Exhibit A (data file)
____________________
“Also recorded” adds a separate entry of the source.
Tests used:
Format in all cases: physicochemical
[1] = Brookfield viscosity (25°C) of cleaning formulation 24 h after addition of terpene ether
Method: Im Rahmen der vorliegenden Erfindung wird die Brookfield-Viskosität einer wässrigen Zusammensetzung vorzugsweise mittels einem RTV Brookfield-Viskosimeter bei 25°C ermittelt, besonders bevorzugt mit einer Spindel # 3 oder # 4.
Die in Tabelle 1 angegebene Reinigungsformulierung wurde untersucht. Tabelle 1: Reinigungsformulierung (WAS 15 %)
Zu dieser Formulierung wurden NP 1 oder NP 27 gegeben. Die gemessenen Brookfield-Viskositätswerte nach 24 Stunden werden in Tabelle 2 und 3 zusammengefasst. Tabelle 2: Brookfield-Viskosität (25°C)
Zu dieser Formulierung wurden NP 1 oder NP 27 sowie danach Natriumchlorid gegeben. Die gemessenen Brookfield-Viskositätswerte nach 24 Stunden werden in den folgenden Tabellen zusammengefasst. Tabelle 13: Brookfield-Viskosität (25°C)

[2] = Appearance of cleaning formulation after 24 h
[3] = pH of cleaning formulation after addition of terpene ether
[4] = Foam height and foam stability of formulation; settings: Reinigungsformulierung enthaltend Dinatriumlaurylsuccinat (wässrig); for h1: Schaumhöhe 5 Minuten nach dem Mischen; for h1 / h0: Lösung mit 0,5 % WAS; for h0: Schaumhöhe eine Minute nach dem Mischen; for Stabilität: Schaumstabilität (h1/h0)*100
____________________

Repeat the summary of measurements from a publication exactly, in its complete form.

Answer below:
“Also recorded” adds a separate entry of the source.
Tests used:
Format in all cases: physicochemical
[1] = Brookfield viscosity (25°C) of cleaning formulation 24 h after addition of terpene ether
Method: Im Rahmen der vorliegenden Erfindung wird die Brookfield-Viskosität einer wässrigen Zusammensetzung vorzugsweise mittels einem RTV Brookfield-Viskosimeter bei 25°C ermittelt, besonders bevorzugt mit einer Spindel # 3 oder # 4.
Die in Tabelle 1 angegebene Reinigungsformulierung wurde untersucht. Tabelle 1: Reinigungsformulierung (WAS 15 %)
Zu dieser Formulierung wurden NP 1 oder NP 27 gegeben. Die gemessenen Brookfield-Viskositätswerte nach 24 Stunden werden in Tabelle 2 und 3 zusammengefasst. Tabelle 2: Brookfield-Viskosität (25°C)
Zu dieser Formulierung wurden NP 1 oder NP 27 sowie danach Natriumchlorid gegeben. Die gemessenen Brookfield-Viskositätswerte nach 24 Stunden werden in den folgenden Tabellen zusammengefasst. Tabelle 13: Brookfield-Viskosität (25°C)

[2] = Appearance of cleaning formulation after 24 h
[3] = pH of cleaning formulation after addition of terpene ether
[4] = Foam height and foam stability of formulation; settings: Reinigungsformulierung enthaltend Dinatriumlaurylsuccinat (wässrig); for h1: Schaumhöhe 5 Minuten nach dem Mischen; for h1 / h0: Lösung mit 0,5 % WAS; for h0: Schaumhöhe eine Minute nach dem Mischen; for Stabilität: Schaumstabilität (h1/h0)*100